A Colossal Jet-Stream of Molten Iron as Hot as the Sun Revealed Revealed by X-Ray Satellite Flowing Under Alaska and Siberia






A colossal jet stream, a river of molten iron has been found surging under Alaska and Siberia which is estimated to be about 420 km wide (260 miles) some some 3,000 kilometers (1,864 miles) below the surface and nearly as hot as the surface of the Sun, has tripled in speed in less than two decades, and is now headed towards Europe.

"We know more about the Sun than Earth’s core," says one of the team, Chris Finlay from the Technical University of Denmark. "The discovery of this jet is an exciting step in learning more about our planet’s inner workings." Finlay and his team detected the jet stream while analyzing data from the European Space Agency’s (ESA) trio of satellites, called Swarm.

"The European Space Agency's Swarm satellites are providing our sharpest x-ray image yet of the core," said Phil Livermore, from the University of Leeds. "We've not only seen this jet stream clearly for the first time, but we understand why it's there.We can explain it as an accelerating band of molten iron circling the North Pole, like the jet stream in the atmosphere." 

Because of the core's remote location under 3,000 kilometers of rock, for many years scientists have studied the Earth's core by measuring the planet's magnetic field – one of the few options available. Previous research had found that changes in the magnetic field indicated that iron in the outer core was moving faster in the northern hemisphere, mostly under Alaska and Siberia.

Launched in 2013 to measure fluctuations in Earth's magnetic field, these satellites allowed the researchers to create a kind of x-ray of the planet’s inner structure, revealing vast components that we didn’t even know existed before.

"The European Space Agency's Swarm satellites are providing our sharpest X-ray image yet of the core," says lead researcher Phil Livermore from the University of Leeds in England. "We've not only seen this jet stream clearly for the first time, but we understand why it's there."

Earth's magnetic field is thought to be generated by the activity going on deep inside the planet’s core. The core itself is a solid lump, two-thirds the size of the Moon, and composed mainly of iron. With a temperature of around 5,400 degrees Celsius (9,800 degrees Fahrenheit), it’s almost as hot as the surface of the Sun, which hits an intense 5,505 °C (9,941 °F).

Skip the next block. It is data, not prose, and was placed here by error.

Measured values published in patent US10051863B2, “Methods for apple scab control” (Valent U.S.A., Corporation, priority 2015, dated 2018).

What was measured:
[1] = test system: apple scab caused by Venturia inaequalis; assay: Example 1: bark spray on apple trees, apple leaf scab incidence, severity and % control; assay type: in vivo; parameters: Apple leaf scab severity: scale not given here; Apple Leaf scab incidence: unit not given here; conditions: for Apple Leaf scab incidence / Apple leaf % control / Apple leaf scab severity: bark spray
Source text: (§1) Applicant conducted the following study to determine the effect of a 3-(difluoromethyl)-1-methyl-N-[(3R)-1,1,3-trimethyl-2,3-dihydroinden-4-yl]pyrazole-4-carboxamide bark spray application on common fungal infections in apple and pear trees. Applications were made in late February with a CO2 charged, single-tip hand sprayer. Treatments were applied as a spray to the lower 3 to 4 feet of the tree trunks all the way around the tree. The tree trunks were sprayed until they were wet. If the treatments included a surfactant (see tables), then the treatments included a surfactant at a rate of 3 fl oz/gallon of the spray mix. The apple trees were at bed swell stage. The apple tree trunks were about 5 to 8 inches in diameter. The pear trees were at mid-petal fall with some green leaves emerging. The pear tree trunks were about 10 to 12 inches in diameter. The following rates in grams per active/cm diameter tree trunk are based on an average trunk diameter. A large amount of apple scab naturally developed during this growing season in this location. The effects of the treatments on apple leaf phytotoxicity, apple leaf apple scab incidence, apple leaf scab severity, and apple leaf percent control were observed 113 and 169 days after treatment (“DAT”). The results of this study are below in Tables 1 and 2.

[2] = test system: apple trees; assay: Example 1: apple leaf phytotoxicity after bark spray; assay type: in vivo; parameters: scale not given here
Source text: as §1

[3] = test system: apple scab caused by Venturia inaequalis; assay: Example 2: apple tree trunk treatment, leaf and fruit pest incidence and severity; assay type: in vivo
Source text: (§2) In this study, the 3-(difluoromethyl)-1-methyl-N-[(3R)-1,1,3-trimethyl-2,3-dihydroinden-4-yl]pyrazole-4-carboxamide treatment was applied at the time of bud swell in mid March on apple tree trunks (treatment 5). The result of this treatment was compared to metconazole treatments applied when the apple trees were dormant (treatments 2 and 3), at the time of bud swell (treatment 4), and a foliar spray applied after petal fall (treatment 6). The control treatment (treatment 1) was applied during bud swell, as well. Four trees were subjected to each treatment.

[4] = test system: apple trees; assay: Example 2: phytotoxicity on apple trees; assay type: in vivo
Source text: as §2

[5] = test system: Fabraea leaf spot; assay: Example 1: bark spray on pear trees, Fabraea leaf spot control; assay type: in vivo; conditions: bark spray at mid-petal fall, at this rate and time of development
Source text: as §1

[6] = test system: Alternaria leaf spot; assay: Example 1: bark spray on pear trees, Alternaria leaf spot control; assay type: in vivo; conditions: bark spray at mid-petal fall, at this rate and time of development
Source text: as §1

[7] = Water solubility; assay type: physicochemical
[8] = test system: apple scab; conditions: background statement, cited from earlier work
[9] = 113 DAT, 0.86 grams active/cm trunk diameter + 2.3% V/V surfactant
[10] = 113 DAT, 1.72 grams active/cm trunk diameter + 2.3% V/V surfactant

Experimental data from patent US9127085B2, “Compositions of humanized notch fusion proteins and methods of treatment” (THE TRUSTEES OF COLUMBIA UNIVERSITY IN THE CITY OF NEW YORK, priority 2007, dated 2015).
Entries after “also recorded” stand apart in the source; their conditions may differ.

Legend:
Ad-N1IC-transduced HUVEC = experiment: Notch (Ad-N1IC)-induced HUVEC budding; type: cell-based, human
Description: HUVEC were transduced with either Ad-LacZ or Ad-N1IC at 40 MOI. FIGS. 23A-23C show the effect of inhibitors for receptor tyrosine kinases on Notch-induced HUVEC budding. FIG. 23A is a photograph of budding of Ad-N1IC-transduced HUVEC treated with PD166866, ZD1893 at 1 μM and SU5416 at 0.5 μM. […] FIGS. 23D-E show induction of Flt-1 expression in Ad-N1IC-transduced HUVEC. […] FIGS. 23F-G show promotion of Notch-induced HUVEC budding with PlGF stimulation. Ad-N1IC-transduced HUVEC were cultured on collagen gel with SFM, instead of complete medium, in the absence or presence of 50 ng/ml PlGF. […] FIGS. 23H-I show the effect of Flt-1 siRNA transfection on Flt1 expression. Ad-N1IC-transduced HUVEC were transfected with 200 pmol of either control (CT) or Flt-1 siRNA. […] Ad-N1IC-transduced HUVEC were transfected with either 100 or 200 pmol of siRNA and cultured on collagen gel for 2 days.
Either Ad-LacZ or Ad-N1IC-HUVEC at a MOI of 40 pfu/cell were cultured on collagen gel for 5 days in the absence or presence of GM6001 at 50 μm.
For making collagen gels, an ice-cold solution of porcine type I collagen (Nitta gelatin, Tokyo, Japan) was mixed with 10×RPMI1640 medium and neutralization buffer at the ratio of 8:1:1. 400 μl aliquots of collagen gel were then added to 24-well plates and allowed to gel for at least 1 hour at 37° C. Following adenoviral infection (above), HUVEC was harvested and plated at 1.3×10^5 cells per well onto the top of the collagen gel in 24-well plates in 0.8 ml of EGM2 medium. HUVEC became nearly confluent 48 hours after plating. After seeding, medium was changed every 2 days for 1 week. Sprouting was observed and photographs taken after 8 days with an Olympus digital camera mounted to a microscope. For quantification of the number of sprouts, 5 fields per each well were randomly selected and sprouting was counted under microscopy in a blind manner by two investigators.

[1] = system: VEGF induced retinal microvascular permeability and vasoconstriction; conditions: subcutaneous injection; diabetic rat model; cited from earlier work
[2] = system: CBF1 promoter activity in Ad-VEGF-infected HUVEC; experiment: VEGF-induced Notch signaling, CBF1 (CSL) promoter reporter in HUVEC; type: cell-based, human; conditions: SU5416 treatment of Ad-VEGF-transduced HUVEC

Surrounding the solid inner core is Earth's outer core – a 2,000-km-thick (1,242-mile) layer made primarily of liquid iron and nickel. Differences in temperature, pressure, and composition in this layer create movements and whirlpools in the liquid metal, and together with Earth’s spin, they generate electric currents, which in turn produce magnetic fields.

When the researchers examined satellite data from the outer core area in the northern hemisphere, they found strange 'lobes' of magnetic flux beneath Alaska and Siberia.

But the lobes weren't stuck in those positions – they're moving in the direction of the European continent, and the team says they're being pushed along by a jet stream of molten iron.

"Because their motion could originate only from the physical movement of molten iron, the lobes served as markers, allowing the researchers to track the flow of iron," Andy Coghlan reports for New Scientist.

But new data from the Swarm satellites has revealed these changes are actually caused by a jet stream moving at more than 40 kilometres per year.

This is three times faster than typical outer core speeds and hundreds of thousands of times faster than the speed at which the Earth's tectonic plates move.

Evolution of the magnetic field at the edge of the Earth's core 1999-2016. Credit: Nature Geoscience (2016) and Phil Livermore.




The European Space Agency's Swarm mission features a trio of satellites which simultaneously measure and untangle the different magnetic signals which stem from Earth's core, mantle, crust, oceans, ionosphere and magnetosphere. They have provided the clearest information yet about the magnetic field created in the core.

The study, published today in Nature Geoscience, found the position of the jet stream aligns with a boundary between two different regions in the core. The jet is likely to be caused by liquid in the core moving towards this boundary from both sides, which is squeezed out sideways.

"Of course, you need a force to move the liquid towards the boundary," said co-author Rainer Hollerbach, from the School of Mathematics at Leeds. "This could be provided by buoyancy, or perhaps more likely from changes in the magnetic field within the core."

"Further surprises are likely," said Rune Floberghagen, ESA's Swarm mission manager. "The magnetic field is forever changing, and this could even make the jet stream switch direction.

"This feature is one of the first deep-Earth discoveries made possible by Swarm," said co-author Dr Chris Finlay, from the Technical University of Denmark With the unprecedented resolution now possible, it's a very exciting time – we simply don't know what we'll discover next about our planet. We know more about the Sun than the Earth's core. The discovery of this jet is an exciting step in learning more about our planet's inner workings."

The Daily Galaxy University of Leeds


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